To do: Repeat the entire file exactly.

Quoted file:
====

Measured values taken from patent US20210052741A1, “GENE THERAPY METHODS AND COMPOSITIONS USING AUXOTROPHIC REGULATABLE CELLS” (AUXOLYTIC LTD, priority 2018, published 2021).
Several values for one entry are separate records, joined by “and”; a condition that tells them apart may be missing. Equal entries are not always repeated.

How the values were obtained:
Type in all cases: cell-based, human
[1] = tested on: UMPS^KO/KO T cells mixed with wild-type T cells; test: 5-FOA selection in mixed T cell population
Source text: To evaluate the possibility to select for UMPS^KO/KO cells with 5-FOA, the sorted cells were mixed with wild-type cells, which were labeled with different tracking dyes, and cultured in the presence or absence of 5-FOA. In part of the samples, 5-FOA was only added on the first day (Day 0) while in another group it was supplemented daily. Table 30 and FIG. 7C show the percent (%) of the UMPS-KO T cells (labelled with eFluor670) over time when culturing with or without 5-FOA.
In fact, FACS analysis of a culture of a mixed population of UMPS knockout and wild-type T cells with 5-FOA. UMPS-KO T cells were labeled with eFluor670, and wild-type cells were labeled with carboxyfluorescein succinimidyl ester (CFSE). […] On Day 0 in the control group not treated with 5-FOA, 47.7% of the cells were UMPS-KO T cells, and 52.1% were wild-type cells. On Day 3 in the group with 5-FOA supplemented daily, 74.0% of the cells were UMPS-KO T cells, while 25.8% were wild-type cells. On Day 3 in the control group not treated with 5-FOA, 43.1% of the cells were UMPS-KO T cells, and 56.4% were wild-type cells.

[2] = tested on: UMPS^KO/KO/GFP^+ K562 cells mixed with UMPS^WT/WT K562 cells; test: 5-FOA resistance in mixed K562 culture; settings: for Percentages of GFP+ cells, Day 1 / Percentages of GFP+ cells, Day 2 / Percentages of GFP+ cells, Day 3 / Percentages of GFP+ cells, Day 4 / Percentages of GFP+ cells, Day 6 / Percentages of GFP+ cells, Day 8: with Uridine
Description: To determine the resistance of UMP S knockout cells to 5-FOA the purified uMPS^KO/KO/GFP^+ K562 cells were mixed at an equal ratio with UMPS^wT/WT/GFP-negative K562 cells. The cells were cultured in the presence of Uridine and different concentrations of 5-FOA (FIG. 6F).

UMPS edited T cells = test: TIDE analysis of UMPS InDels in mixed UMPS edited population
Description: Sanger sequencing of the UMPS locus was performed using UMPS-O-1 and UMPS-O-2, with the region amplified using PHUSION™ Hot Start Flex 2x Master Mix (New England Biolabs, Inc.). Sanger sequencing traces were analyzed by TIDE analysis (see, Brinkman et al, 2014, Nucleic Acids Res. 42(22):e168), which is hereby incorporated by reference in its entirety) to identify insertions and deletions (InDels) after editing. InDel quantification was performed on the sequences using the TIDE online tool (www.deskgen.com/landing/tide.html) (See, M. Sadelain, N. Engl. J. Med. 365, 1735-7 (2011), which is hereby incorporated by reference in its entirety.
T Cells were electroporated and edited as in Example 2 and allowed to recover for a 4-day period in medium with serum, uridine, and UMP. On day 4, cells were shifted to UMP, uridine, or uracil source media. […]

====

Measured values taken from patent US20210052741A1, “GENE THERAPY METHODS AND COMPOSITIONS USING AUXOTROPHIC REGULATABLE CELLS” (AUXOLYTIC LTD, priority 2018, published 2021).
Several values for one entry are separate records, joined by “and”; a condition that tells them apart may be missing. Equal entries are not always repeated.

How the values were obtained:
Type in all cases: cell-based, human
[1] = tested on: UMPS^KO/KO T cells mixed with wild-type T cells; test: 5-FOA selection in mixed T cell population
Source text: To evaluate the possibility to select for UMPS^KO/KO cells with 5-FOA, the sorted cells were mixed with wild-type cells, which were labeled with different tracking dyes, and cultured in the presence or absence of 5-FOA. In part of the samples, 5-FOA was only added on the first day (Day 0) while in another group it was supplemented daily. Table 30 and FIG. 7C show the percent (%) of the UMPS-KO T cells (labelled with eFluor670) over time when culturing with or without 5-FOA.
In fact, FACS analysis of a culture of a mixed population of UMPS knockout and wild-type T cells with 5-FOA. UMPS-KO T cells were labeled with eFluor670, and wild-type cells were labeled with carboxyfluorescein succinimidyl ester (CFSE). […] On Day 0 in the control group not treated with 5-FOA, 47.7% of the cells were UMPS-KO T cells, and 52.1% were wild-type cells. On Day 3 in the group with 5-FOA supplemented daily, 74.0% of the cells were UMPS-KO T cells, while 25.8% were wild-type cells. On Day 3 in the control group not treated with 5-FOA, 43.1% of the cells were UMPS-KO T cells, and 56.4% were wild-type cells.

[2] = tested on: UMPS^KO/KO/GFP^+ K562 cells mixed with UMPS^WT/WT K562 cells; test: 5-FOA resistance in mixed K562 culture; settings: for Percentages of GFP+ cells, Day 1 / Percentages of GFP+ cells, Day 2 / Percentages of GFP+ cells, Day 3 / Percentages of GFP+ cells, Day 4 / Percentages of GFP+ cells, Day 6 / Percentages of GFP+ cells, Day 8: with Uridine
Description: To determine the resistance of UMP S knockout cells to 5-FOA the purified uMPS^KO/KO/GFP^+ K562 cells were mixed at an equal ratio with UMPS^wT/WT/GFP-negative K562 cells. The cells were cultured in the presence of Uridine and different concentrations of 5-FOA (FIG. 6F).

UMPS edited T cells = test: TIDE analysis of UMPS InDels in mixed UMPS edited population
Description: Sanger sequencing of the UMPS locus was performed using UMPS-O-1 and UMPS-O-2, with the region amplified using PHUSION™ Hot Start Flex 2x Master Mix (New England Biolabs, Inc.). Sanger sequencing traces were analyzed by TIDE analysis (see, Brinkman et al, 2014, Nucleic Acids Res. 42(22):e168), which is hereby incorporated by reference in its entirety) to identify insertions and deletions (InDels) after editing. InDel quantification was performed on the sequences using the TIDE online tool (www.deskgen.com/landing/tide.html) (See, M. Sadelain, N. Engl. J. Med. 365, 1735-7 (2011), which is hereby incorporated by reference in its entirety.
T Cells were electroporated and edited as in Example 2 and allowed to recover for a 4-day period in medium with serum, uridine, and UMP. On day 4, cells were shifted to UMP, uridine, or uracil source media. […]